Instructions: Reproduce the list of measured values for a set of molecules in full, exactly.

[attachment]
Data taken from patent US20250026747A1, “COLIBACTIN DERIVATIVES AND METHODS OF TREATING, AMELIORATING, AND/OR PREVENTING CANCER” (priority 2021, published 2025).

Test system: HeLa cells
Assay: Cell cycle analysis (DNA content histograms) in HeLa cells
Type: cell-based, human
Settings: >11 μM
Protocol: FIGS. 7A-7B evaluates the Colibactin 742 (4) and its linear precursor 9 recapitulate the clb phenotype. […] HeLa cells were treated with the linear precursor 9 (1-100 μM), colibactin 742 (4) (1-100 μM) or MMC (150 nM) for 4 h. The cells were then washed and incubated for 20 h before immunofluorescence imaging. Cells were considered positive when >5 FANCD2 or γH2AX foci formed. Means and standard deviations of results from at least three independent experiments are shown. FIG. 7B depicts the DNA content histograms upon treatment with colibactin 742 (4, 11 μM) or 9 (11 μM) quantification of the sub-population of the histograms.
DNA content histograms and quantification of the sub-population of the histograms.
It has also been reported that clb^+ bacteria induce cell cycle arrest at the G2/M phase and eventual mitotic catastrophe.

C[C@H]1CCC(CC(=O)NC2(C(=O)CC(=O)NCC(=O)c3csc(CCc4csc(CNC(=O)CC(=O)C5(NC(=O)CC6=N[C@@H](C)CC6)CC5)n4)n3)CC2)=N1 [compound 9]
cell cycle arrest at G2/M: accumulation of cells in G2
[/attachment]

Data taken from patent US20250026747A1, “COLIBACTIN DERIVATIVES AND METHODS OF TREATING, AMELIORATING, AND/OR PREVENTING CANCER” (priority 2021, published 2025).

Test system: HeLa cells
Assay: Cell cycle analysis (DNA content histograms) in HeLa cells
Type: cell-based, human
Settings: >11 μM
Protocol: FIGS. 7A-7B evaluates the Colibactin 742 (4) and its linear precursor 9 recapitulate the clb phenotype. […] HeLa cells were treated with the linear precursor 9 (1-100 μM), colibactin 742 (4) (1-100 μM) or MMC (150 nM) for 4 h. The cells were then washed and incubated for 20 h before immunofluorescence imaging. Cells were considered positive when >5 FANCD2 or γH2AX foci formed. Means and standard deviations of results from at least three independent experiments are shown. FIG. 7B depicts the DNA content histograms upon treatment with colibactin 742 (4, 11 μM) or 9 (11 μM) quantification of the sub-population of the histograms.
DNA content histograms and quantification of the sub-population of the histograms.
It has also been reported that clb^+ bacteria induce cell cycle arrest at the G2/M phase and eventual mitotic catastrophe.

C[C@H]1CCC(CC(=O)NC2(C(=O)CC(=O)NCC(=O)c3csc(CCc4csc(CNC(=O)CC(=O)C5(NC(=O)CC6=N[C@@H](C)CC6)CC5)n4)n3)CC2)=N1 [compound 9]
cell cycle arrest at G2/M: accumulation of cells in G2